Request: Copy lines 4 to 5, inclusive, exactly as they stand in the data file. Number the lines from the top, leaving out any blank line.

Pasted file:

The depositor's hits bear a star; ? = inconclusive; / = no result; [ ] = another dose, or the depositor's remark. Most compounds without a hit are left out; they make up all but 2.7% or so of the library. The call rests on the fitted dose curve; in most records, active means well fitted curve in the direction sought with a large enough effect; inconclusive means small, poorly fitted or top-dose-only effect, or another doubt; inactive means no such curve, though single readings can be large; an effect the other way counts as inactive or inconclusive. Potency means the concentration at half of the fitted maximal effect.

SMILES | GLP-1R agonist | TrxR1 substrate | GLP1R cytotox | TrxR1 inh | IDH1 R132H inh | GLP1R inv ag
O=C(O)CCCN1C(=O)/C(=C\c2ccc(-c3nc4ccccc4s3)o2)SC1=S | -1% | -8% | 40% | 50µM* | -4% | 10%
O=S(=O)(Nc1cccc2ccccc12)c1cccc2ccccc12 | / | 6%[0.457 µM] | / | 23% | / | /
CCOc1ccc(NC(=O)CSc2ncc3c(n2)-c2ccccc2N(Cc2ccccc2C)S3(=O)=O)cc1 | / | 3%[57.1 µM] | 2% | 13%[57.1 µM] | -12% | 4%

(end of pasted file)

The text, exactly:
O=S(=O)(Nc1cccc2ccccc12)c1cccc2ccccc12 | / | 6%[0.457 µM] | / | 23% | / | /
CCOc1ccc(NC(=O)CSc2ncc3c(n2)-c2ccccc2N(Cc2ccccc2C)S3(=O)=O)cc1 | / | 3%[57.1 µM] | 2% | 13%[57.1 µM] | -12% | 4%